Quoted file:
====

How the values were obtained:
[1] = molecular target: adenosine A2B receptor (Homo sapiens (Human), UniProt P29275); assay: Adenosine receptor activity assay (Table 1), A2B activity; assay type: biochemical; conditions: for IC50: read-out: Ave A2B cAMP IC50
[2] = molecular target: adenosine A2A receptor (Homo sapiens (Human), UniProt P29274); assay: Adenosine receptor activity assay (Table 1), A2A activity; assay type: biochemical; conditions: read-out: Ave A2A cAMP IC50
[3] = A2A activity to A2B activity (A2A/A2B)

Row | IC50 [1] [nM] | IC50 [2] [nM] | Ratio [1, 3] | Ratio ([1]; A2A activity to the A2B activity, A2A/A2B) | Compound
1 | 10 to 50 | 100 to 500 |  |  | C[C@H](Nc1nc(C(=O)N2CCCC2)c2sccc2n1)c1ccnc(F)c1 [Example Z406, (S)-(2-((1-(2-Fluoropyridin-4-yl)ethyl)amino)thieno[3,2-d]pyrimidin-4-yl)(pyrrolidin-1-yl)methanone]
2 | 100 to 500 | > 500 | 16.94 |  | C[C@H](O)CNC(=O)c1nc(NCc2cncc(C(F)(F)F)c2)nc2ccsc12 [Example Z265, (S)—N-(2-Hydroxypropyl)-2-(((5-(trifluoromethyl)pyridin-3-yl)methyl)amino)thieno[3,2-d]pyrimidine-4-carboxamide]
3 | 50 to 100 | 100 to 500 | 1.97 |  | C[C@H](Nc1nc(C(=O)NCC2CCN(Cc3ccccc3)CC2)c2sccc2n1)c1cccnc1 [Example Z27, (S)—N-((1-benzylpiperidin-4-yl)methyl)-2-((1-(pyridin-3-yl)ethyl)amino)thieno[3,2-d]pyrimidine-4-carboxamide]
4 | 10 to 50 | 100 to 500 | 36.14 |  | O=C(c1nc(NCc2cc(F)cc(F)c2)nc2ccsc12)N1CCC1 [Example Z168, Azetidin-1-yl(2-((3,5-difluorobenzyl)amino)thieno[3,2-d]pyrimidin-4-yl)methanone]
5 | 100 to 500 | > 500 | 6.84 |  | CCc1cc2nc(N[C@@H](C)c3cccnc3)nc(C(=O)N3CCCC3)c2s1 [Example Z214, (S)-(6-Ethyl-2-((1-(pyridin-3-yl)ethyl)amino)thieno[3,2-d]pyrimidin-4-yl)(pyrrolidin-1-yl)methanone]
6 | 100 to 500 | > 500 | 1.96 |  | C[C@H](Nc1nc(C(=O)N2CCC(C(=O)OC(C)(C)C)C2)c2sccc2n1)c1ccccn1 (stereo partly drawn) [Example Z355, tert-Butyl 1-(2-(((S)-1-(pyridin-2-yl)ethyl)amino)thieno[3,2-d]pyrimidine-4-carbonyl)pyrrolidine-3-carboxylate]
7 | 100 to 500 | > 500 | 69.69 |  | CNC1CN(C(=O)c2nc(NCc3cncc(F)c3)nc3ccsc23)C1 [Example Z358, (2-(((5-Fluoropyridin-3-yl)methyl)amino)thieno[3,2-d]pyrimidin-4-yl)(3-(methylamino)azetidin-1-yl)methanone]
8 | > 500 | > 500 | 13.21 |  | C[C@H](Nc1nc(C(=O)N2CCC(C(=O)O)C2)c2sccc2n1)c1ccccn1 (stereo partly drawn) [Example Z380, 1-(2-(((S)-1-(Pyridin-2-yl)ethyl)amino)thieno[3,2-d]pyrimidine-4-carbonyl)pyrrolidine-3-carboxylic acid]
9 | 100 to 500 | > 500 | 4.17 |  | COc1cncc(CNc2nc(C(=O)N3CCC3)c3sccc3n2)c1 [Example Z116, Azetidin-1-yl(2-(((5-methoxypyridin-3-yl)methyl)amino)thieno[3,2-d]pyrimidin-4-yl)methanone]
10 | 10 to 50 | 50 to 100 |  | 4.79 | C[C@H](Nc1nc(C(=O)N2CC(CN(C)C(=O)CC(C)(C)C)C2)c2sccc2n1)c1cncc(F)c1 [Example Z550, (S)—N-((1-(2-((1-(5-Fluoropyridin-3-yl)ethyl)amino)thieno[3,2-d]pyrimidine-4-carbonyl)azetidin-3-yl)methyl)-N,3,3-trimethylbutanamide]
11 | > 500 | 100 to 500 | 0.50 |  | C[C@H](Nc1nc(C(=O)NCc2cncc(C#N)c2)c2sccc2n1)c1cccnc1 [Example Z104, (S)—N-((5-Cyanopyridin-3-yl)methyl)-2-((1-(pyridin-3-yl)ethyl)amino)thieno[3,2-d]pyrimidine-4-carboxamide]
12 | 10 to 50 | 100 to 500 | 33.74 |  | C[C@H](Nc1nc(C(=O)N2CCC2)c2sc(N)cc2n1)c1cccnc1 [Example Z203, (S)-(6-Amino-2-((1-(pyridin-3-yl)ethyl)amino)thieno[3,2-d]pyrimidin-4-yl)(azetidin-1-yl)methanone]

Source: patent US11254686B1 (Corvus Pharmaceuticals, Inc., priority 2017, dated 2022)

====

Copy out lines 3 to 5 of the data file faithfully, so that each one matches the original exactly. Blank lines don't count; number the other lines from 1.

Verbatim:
[2] = molecular target: adenosine A2A receptor (Homo sapiens (Human), UniProt P29274); assay: Adenosine receptor activity assay (Table 1), A2A activity; assay type: biochemical; conditions: read-out: Ave A2A cAMP IC50
[3] = A2A activity to A2B activity (A2A/A2B)

Row | IC50 [1] [nM] | IC50 [2] [nM] | Ratio [1, 3] | Ratio ([1]; A2A activity to the A2B activity, A2A/A2B) | Compound